In FIG. 7, the transmission section 3 extends in a certain direction. In essence, the contact points 3A and 3B are connected by the minimum path and produce a bending moment about the linking portion 5 when they are brought into contact with the mating connectors. In FIG. 8, a line connecting the contact points 3A and 3B is inclined in opposite direction to that of FIG. 7.
In FIG. 9, the contact element 1 has a pair of fixing sections 2, and the slit 12 of the housing 10 has a pair of recesses for accommodating the fixing sections 2. A pair of flexible sections are provided on opposite sides of the transmission section 3, maximizing the recovery force.
In FIG. 10, a pair of contact points 3A and 3B are provided on one side of the transmission section 3 to connect adjacent connectors 21 and 22 on a surface of the housing 10. A slit 12 is provided at a corner of the housing 10, and a contact element 1 is inserted into the slit 12 from a side such that the contact points 3A and 3B project from the top of the housing 10. The connection pads 21A and 22A of the adjacent connectors 21 and 22 on the upper surface of the housing 10 are connected by the transmission section 3. The point of combined forces on the contact points 3A and 3B is offset from the linking portion 5 so that a bending moment is produced about the linking portion 5, thus flexing the flexible section.
According to the invention, first of all, the length of a transmission line is minimized regardless of the flexible section thereby providing a low self-inductance, excellent high-speed transmission characteristics including impedance matching, low conductive resistance, and high d.c. current capacity.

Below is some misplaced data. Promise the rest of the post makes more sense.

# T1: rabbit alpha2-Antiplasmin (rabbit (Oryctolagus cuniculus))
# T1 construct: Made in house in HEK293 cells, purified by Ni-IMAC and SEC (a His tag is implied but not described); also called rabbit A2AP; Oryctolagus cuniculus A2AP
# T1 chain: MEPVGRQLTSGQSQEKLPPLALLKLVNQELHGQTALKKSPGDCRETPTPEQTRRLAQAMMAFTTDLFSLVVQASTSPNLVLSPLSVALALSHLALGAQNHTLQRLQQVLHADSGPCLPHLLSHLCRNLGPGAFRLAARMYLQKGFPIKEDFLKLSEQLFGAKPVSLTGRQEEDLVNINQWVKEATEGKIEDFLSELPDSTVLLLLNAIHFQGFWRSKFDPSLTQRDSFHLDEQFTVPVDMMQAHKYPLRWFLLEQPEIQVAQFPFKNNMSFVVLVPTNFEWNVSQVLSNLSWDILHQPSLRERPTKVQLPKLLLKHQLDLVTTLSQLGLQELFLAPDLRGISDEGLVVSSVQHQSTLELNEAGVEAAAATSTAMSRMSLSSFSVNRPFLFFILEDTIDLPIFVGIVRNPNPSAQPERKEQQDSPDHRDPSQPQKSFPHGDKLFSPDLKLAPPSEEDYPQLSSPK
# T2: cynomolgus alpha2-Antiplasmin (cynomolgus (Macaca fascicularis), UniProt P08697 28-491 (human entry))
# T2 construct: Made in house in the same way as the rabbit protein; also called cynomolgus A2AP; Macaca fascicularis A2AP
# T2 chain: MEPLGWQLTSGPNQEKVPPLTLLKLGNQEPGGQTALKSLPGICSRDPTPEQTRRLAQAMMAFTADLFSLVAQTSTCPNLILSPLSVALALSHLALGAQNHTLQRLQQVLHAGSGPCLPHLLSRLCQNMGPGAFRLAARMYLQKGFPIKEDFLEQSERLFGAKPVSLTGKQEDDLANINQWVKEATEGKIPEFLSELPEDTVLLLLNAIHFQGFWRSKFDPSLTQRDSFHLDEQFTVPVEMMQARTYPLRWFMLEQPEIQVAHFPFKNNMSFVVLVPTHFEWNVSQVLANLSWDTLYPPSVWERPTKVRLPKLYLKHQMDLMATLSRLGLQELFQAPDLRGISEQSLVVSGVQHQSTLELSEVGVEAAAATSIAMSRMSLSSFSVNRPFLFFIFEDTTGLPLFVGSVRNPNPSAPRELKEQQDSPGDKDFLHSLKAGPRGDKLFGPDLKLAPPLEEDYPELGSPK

Second, the setting of spring characteristics of a flexible section is not restricted by transmission characteristics so that it is possible to provide a spring having large amounts of replacement. For d.c. current transmission, the heat generated in the transmission section is discharged from the flexible section, thus maximizing the current capacity.
Third, the contact points are brought into close contact with the contact portions of a mating connector, thus maximizing the wiping effects and improving the contact reliability.
Fourth, the rigid fixing sections are provided on contact elements so that a plurality of contact elements are pressed into the housing by holding a portion of the fixing sections, facilitating mechanical successive or simultaneous insertion of contact elements, thus maximizing the productivity
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|International Classification||H01R13/24, H01R31/06|
|Dec 3, 2003||REMI||Maintenance fee reminder mailed|
|May 17, 2004||LAPS||Lapse for failure to pay maintenance fees|
|Jul 13, 2004||FP||Expired due to failure to pay maintenance fee|
Effective date: 20040516